For example in the last year I had a client whose paternal family was located in a city that has an active historical society. Prior to going to this location I made sure to have my research log for this family current with findings. The main item for those starting a genealogy business is to think about your purpose and what you are looking for when you start field research for a client. I made contact with the local historic society through email and a follow-up telephone call to work out a date to visit and what records I was expecting to review during my scheduled visit. My experience has been that the local societies like to have time prior to a genealogist’s visit to prepare properly, so they can have the necessary index or books available along with someone there to help with questions. Remember that many of these local societies are managed by volunteers who like to help those doing family history searches. As a business owner it is prudent to leave the society a donation for their services. Remember you may use their services another time or another genealogist will, so acknowledging them is beneficial to all of us.

The result of my travel and time at the city (local) historical society was fruitful in the amount of information I found for the client’s family, including information about the business they owned over 100 years ago in the city. Due to the business and civic events this family was involved with I found a number of historic pictures that were not known by my client’s family.

A most recent experience for a client looking for probate records led me to make contact with a local society that is some distance from my location. This society after reviewing my request and credentials sent (at no cost) the records to an Area Research Center near me, where I reviewed the probate records. This is an example of how a genealogist works with their local societies and regional genealogical centers to find and provide access to the records for business clients.

Working with fellow genealogists, volunteers, and librarians can be rewarding for its shared passion of family history, and making connections can aid in your professional development and in the marketing of your business. Plus we always learn something new and enhance our skills as professional genealogists.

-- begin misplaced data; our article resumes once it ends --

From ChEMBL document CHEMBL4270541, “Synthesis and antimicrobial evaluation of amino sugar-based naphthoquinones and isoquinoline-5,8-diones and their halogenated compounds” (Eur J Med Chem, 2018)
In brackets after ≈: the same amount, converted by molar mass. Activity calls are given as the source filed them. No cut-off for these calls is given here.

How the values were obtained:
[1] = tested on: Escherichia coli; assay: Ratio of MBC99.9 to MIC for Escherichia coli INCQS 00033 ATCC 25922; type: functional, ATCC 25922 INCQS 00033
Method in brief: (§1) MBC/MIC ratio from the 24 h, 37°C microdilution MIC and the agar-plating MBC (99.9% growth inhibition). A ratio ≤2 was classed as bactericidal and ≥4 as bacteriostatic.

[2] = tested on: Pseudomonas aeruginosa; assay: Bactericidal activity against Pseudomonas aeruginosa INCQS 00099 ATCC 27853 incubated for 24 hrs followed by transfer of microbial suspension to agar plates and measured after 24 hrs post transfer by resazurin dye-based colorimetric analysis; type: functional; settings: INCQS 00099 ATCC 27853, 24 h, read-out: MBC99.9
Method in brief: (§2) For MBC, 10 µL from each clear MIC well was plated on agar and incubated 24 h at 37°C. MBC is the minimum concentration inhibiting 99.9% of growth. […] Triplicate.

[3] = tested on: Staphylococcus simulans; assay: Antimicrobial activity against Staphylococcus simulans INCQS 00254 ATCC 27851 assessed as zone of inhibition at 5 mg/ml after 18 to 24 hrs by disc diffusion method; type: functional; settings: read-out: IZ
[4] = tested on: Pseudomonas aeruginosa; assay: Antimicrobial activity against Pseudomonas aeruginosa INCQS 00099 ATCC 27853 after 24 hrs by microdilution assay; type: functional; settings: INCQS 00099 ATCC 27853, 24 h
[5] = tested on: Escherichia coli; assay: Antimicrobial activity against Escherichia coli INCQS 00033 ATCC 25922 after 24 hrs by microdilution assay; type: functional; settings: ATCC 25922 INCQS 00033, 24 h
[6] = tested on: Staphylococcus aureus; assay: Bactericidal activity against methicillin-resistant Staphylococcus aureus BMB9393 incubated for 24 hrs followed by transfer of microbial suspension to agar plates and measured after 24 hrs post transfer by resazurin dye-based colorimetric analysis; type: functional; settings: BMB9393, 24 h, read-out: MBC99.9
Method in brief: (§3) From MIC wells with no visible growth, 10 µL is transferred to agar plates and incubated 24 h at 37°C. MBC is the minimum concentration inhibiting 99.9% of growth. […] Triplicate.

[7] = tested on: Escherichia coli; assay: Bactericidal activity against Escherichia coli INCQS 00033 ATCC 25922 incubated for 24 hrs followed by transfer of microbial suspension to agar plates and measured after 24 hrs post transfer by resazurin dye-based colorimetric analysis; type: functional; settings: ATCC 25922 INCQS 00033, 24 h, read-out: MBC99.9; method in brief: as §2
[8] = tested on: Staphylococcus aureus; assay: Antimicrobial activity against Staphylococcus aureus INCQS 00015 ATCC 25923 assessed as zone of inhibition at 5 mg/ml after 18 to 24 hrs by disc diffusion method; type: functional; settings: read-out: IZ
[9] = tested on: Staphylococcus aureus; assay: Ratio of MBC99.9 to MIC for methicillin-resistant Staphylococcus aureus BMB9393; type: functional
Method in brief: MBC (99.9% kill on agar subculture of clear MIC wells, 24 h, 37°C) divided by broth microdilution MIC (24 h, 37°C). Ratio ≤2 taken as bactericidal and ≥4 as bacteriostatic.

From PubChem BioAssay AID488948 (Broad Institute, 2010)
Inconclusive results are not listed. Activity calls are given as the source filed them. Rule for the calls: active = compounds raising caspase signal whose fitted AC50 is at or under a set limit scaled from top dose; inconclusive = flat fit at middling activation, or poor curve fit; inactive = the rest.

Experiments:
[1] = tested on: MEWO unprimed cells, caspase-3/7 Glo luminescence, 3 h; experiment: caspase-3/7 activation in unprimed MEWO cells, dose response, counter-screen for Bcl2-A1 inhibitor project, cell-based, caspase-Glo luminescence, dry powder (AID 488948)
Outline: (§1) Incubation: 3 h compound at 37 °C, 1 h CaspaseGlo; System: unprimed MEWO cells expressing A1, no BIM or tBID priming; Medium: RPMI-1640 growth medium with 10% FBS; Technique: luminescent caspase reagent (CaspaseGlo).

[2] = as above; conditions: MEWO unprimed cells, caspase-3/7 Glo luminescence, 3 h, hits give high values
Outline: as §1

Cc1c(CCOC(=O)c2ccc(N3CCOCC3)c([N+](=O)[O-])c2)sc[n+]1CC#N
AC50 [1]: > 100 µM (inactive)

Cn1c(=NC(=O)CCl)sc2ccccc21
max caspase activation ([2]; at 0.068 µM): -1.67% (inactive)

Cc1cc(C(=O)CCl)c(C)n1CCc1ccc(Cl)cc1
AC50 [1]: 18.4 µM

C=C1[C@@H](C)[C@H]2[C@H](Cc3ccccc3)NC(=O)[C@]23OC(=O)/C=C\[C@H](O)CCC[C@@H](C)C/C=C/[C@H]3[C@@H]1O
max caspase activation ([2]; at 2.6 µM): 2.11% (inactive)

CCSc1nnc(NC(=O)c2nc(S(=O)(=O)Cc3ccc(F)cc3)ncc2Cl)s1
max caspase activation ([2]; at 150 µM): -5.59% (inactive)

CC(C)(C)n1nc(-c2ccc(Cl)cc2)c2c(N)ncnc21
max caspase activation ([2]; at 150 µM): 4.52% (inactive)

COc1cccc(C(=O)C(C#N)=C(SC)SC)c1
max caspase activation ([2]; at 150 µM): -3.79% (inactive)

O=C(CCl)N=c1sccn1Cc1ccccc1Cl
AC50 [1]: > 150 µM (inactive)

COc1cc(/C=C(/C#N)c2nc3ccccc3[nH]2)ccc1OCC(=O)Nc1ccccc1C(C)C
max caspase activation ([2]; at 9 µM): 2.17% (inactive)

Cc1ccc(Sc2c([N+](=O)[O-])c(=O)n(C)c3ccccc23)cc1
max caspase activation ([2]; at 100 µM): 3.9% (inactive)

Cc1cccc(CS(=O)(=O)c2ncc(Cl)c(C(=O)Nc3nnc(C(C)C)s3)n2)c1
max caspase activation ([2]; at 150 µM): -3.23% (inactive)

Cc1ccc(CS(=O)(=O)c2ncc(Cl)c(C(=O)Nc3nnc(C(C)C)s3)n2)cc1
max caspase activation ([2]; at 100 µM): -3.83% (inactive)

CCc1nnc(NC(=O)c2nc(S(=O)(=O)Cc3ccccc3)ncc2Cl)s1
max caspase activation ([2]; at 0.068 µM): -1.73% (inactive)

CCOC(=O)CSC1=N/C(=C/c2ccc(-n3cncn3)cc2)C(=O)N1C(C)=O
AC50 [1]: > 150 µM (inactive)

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About Bob Rettammel

About Bob Rettammel

Hello my name is Bob Rettammel, I have been interested in genealogy since I was a teenager, while working with my uncle, who brought out boxes of old pictures that were in upstairs rooms of the family house. Those days 40 years ago brought to life family members on my paternal side that I never met, especially my grandfather.  That summer I put together a photo album of old pictures and that was the start of my interest in the past.

I am a member of the Association of Professional Genealogists and Dane County Area Genealogical Society (DCAGS), in Madison, WI. I recently became President of DCAGS.

I have visited Europe a number of times and Germany in 1990 (Austria, Bavaria and southern Germany) and spring 2014 to Berlin and Hamburg, where I visited some German genealogists that continue to help with my own family search.

I have a Masters Degree in Sociology from Marquette University.

Putting Social Media Marketing on Autopilot – Part 1: Strategize and Automate

Genealogy professional Caroline Guntur of The Swedish Organizer shares her social media strategy that has helped her find success as a solopreneur.

Putting Social Media Marketing on Autopilot – Part 1: Strategize and Automate

[Editor’s Note: Caroline Guntur is a Certified Photo Organizer, Personal Historian, and Genealogist, and the CEO of The Swedish Organizer, LLC, a company that provides customized family history solutions to clients all over the world, as well as online courses and workshop]

Social Media is Essential, Not Optional

Social media marketing is essential to the modern entrepreneur, especially in those industries where consumer education is of importance. I consider the genealogy industry to be one of those industries. There is an endless supply of knowledge to absorb; as a person new to the family history field, and as business owners we all have a wonderful opportunity to lead those people to their discoveries, and at the same time, increase our sales.

But social media is a double-edged sword. Done right, and the rewards are great. Done wrong, and itis a waste of time. So how do you become successful at it instead of wasting your time? How do you know what’s working? Before I answer those questions, you have to understand how social media works. There are three main things that impact the effectiveness of your social media marketing more than anything: quality, consistency, and engagement.

Focus on QCE: Quality, Consistency, & Engagement

Quality simply means posting quality content. You will stand out if you create great content because (unfortunately) there is so much bad content out there. People like anything that’s helpful and actionable, like step-by-step tutorials, so focus on creating in-depth content, like how-to guides, instead of topical overviews. Think of great content as anything that will help your customer overcome the hurdles they face and help them take another step in the right direction. Little wins pay off big-time.